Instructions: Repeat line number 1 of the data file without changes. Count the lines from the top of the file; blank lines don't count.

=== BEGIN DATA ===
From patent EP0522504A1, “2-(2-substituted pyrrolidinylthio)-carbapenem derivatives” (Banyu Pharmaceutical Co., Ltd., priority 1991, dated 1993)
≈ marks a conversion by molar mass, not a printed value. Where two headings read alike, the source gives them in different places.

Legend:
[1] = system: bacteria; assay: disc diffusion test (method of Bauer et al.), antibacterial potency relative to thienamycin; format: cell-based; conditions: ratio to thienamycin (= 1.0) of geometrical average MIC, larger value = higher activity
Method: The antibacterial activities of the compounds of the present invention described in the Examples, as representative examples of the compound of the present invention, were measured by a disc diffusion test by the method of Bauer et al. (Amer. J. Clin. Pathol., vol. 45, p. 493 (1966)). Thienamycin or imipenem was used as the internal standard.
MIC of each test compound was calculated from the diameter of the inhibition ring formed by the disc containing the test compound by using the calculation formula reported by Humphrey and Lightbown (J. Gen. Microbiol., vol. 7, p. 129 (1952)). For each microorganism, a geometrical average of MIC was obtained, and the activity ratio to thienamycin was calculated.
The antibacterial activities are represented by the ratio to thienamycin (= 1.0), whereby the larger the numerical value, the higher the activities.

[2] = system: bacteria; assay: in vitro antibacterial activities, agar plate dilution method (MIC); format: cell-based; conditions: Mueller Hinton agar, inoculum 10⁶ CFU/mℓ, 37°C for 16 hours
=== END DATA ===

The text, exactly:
From patent EP0522504A1, “2-(2-substituted pyrrolidinylthio)-carbapenem derivatives” (Banyu Pharmaceutical Co., Ltd., priority 1991, dated 1993)